Cambridge Considers Storing Narcan In Public Boxes Around City

Cambridge Considers Storing Narcan In Public Boxes Around City

By Victoria Kim 05/11/17

The city has begun testing the lockbox proposal in fake overdose scenarios.

Image: 
person holding a narcan injector.
Photo via YouTube

Officials in Cambridge, Massachusetts, are weighing a proposal that would place lockboxes containing the drug overdose antidote naloxone throughout areas of high drug use, to encourage Good Samaritans to take action when someone is ODing in public. 

In the event of an OD, a passerby would call 911 to speak with a dispatcher and get the passcode to open the box. Then the dispatcher would teach the Good Samaritan how to administer the drug so they may revive the individual. Officials compare the idea to automated external defibrillators (AEDs) which are available to bystanders in the event of a person going into cardiac arrest. 

Naloxone (also known by the brand name Narcan) works by reversing the effects of opioid overdose. A person experiencing an opioid overdose will experience a slowed breathing and heart rate, due to depression of the central nervous system and respiratory system. Naloxone, an opioid antagonist, can reverse these effects and allow the individual to breathe normally.

According to the New York Times, five people die every day of opioid overdose in Massachusetts.

City police and health officials recently staged a fake overdose scenario using a mannequin placed on the ground near a busy area. Strangers passing by were asked to try and revive the victim by calling a (pretend) 911 dispatcher, accessing the lockbox, and administering Narcan to the mannequin. 

Dozens of passerby agreed to test the lockbox experiment. “We want to see if regular people walking down the street would be willing to help someone who appeared to be overdosing,” said Dr. Scott Goldberg, director of emergency services at Brigham & Women’s Hospital who oversaw the experiment. “And if they were willing to help, would they be able to help?”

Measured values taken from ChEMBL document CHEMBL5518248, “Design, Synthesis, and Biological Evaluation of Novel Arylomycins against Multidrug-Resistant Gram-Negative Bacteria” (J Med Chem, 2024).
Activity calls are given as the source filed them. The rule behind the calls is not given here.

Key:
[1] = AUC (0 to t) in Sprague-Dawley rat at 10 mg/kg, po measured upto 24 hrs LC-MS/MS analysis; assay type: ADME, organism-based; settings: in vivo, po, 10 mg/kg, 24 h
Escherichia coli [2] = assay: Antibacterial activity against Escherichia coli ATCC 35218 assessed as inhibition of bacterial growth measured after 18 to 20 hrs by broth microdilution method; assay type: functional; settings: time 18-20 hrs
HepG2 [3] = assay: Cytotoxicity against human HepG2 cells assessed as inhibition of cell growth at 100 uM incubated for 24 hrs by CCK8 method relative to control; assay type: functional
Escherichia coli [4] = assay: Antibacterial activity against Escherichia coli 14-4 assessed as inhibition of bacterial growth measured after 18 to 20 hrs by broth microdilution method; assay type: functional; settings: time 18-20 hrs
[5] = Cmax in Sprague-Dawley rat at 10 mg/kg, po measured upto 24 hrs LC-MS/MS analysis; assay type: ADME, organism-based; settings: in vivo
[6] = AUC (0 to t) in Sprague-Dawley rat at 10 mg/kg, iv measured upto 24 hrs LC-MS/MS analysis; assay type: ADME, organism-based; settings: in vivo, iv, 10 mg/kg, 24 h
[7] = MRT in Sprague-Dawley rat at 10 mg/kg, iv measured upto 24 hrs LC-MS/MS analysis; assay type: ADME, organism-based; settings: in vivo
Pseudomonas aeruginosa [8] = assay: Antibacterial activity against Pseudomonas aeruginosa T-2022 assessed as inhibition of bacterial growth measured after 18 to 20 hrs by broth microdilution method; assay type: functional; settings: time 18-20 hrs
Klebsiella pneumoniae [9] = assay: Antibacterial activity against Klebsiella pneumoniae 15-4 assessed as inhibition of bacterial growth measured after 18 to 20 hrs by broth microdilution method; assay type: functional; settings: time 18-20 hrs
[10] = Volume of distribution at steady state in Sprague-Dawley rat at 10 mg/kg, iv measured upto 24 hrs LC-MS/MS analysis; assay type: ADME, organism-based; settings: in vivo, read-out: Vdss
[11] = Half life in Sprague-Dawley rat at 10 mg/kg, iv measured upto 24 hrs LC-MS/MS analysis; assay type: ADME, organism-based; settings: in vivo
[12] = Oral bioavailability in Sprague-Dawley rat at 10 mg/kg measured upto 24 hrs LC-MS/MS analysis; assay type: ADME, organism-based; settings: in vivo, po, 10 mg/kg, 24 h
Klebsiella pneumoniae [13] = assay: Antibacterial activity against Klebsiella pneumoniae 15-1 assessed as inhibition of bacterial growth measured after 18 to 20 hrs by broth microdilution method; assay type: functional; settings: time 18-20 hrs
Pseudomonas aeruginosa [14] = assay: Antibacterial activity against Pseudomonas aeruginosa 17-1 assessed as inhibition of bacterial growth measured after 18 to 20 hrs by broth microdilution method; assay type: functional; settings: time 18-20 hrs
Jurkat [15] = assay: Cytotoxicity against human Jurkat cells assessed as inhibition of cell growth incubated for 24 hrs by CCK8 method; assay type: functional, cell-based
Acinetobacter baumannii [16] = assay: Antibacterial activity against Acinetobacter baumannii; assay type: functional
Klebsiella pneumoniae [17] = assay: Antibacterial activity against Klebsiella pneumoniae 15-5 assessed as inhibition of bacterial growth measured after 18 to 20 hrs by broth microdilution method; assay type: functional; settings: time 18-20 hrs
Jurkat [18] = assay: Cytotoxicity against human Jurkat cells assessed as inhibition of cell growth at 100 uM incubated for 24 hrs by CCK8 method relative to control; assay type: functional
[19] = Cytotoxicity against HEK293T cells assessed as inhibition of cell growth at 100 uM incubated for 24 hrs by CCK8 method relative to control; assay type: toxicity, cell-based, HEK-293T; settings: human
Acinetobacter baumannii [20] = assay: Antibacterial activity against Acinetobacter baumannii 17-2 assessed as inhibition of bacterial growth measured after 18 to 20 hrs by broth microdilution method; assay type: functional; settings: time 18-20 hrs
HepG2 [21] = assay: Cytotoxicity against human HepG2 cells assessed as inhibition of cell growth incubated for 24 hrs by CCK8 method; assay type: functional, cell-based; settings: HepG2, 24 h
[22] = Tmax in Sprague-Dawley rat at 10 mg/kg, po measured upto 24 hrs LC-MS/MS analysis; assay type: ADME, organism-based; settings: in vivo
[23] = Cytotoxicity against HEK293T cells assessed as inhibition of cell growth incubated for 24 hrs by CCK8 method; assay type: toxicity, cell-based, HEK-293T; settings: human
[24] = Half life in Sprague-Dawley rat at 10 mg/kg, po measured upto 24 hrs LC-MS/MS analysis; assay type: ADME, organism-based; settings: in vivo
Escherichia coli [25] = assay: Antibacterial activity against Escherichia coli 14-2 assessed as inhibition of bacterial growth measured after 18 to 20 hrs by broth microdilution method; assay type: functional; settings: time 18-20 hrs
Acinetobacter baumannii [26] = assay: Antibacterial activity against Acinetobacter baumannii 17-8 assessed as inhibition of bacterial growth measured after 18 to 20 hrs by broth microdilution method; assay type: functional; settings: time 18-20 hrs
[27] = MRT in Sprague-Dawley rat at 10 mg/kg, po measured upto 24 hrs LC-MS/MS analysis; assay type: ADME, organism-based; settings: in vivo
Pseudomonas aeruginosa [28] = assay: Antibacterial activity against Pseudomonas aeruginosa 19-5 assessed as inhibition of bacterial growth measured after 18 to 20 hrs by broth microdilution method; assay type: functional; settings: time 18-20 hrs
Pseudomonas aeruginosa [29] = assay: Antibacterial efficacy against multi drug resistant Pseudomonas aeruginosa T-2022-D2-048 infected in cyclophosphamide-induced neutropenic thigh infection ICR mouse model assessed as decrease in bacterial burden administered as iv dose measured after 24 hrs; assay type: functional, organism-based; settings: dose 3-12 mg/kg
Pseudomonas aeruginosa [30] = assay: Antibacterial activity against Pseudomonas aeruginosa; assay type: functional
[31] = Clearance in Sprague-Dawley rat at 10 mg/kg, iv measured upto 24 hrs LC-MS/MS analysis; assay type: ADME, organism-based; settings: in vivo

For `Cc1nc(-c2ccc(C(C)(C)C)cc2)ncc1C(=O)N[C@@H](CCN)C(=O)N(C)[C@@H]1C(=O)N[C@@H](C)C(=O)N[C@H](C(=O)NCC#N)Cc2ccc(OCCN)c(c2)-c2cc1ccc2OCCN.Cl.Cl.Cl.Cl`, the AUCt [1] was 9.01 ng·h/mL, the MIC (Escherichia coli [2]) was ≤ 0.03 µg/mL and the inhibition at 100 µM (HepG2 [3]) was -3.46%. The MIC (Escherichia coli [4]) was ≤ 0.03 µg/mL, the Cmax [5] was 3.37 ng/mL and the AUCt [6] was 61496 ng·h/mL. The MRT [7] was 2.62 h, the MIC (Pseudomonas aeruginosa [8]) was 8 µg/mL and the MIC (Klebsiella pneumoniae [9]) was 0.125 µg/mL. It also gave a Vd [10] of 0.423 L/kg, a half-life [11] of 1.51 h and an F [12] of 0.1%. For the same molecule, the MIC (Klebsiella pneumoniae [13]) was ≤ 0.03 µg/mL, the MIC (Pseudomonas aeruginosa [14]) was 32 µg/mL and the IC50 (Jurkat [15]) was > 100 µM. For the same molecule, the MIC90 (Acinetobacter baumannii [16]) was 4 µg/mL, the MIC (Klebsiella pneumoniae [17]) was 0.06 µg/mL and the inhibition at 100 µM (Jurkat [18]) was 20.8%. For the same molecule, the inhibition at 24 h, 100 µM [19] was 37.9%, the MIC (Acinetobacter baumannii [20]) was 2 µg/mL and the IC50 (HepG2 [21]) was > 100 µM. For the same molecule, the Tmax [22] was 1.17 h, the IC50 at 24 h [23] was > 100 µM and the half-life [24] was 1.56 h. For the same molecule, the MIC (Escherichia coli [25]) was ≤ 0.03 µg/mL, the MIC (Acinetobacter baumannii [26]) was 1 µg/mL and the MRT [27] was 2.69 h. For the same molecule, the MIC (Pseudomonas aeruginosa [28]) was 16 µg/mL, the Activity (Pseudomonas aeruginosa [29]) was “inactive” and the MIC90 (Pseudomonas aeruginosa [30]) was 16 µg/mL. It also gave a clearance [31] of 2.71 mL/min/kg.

The NYT reporter noted the participants’ mixed reactions to the trial run. Some of the volunteers said the lockboxes were a positive thing that would save lives. “It empowers the people who have the capability to help their neighbors,” said one volunteer. Others weren’t too keen on the idea. “It’s an encouragement for people,” said a local business owner. “And it would be stigmatizing to the store.” 

But officials say that having quick access to the life-saving drug is a matter of life or death, and can buy the victim some time before paramedics arrive, and lessen the extent of brain damage they suffer.

“If a Good Samaritan is willing to utilize a service like this, it could mean providing a faster response to an individual who has overdosed,” said Jeremy Warnick, spokesman for the Cambridge Police Department. “And shortening that response time could mean the difference between life or death.”

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Victoria is interested in anything that has to do with how mind-altering substances impact society. Find Victoria on LinkedIn or Tumblr

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